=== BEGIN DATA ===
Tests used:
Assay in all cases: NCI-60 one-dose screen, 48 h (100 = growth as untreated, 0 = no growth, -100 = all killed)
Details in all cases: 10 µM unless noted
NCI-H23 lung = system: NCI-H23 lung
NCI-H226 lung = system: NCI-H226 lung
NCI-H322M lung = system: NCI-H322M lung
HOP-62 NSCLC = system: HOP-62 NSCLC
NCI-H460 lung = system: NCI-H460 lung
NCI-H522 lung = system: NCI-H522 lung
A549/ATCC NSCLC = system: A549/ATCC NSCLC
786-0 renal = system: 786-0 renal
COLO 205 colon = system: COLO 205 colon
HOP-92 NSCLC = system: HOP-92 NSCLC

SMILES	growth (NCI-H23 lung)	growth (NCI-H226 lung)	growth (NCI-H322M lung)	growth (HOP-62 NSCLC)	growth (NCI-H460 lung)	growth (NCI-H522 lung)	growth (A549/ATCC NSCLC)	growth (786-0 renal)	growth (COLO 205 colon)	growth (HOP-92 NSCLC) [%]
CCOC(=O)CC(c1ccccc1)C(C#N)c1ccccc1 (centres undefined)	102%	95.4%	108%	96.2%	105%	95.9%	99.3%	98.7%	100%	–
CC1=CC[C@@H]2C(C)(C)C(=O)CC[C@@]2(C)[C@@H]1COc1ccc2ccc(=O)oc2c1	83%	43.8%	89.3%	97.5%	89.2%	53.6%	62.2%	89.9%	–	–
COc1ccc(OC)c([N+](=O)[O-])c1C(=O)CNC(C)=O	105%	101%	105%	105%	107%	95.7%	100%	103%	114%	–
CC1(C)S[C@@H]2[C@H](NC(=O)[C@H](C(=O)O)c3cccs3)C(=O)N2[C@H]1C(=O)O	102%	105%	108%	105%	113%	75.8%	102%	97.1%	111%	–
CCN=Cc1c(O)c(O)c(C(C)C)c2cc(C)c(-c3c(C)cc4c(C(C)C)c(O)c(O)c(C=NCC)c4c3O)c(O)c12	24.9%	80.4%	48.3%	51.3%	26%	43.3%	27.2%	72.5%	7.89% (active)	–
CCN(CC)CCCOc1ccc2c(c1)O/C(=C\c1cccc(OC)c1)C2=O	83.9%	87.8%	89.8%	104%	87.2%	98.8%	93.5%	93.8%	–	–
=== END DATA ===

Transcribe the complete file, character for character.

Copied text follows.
Tests used:
Assay in all cases: NCI-60 one-dose screen, 48 h (100 = growth as untreated, 0 = no growth, -100 = all killed)
Details in all cases: 10 µM unless noted
NCI-H23 lung = system: NCI-H23 lung
NCI-H226 lung = system: NCI-H226 lung
NCI-H322M lung = system: NCI-H322M lung
HOP-62 NSCLC = system: HOP-62 NSCLC
NCI-H460 lung = system: NCI-H460 lung
NCI-H522 lung = system: NCI-H522 lung
A549/ATCC NSCLC = system: A549/ATCC NSCLC
786-0 renal = system: 786-0 renal
COLO 205 colon = system: COLO 205 colon
HOP-92 NSCLC = system: HOP-92 NSCLC

SMILES	growth (NCI-H23 lung)	growth (NCI-H226 lung)	growth (NCI-H322M lung)	growth (HOP-62 NSCLC)	growth (NCI-H460 lung)	growth (NCI-H522 lung)	growth (A549/ATCC NSCLC)	growth (786-0 renal)	growth (COLO 205 colon)	growth (HOP-92 NSCLC) [%]
CCOC(=O)CC(c1ccccc1)C(C#N)c1ccccc1 (centres undefined)	102%	95.4%	108%	96.2%	105%	95.9%	99.3%	98.7%	100%	–
CC1=CC[C@@H]2C(C)(C)C(=O)CC[C@@]2(C)[C@@H]1COc1ccc2ccc(=O)oc2c1	83%	43.8%	89.3%	97.5%	89.2%	53.6%	62.2%	89.9%	–	–
COc1ccc(OC)c([N+](=O)[O-])c1C(=O)CNC(C)=O	105%	101%	105%	105%	107%	95.7%	100%	103%	114%	–
CC1(C)S[C@@H]2[C@H](NC(=O)[C@H](C(=O)O)c3cccs3)C(=O)N2[C@H]1C(=O)O	102%	105%	108%	105%	113%	75.8%	102%	97.1%	111%	–
CCN=Cc1c(O)c(O)c(C(C)C)c2cc(C)c(-c3c(C)cc4c(C(C)C)c(O)c(O)c(C=NCC)c4c3O)c(O)c12	24.9%	80.4%	48.3%	51.3%	26%	43.3%	27.2%	72.5%	7.89% (active)	–
CCN(CC)CCCOc1ccc2c(c1)O/C(=C\c1cccc(OC)c1)C2=O	83.9%	87.8%	89.8%	104%	87.2%	98.8%	93.5%	93.8%	–	–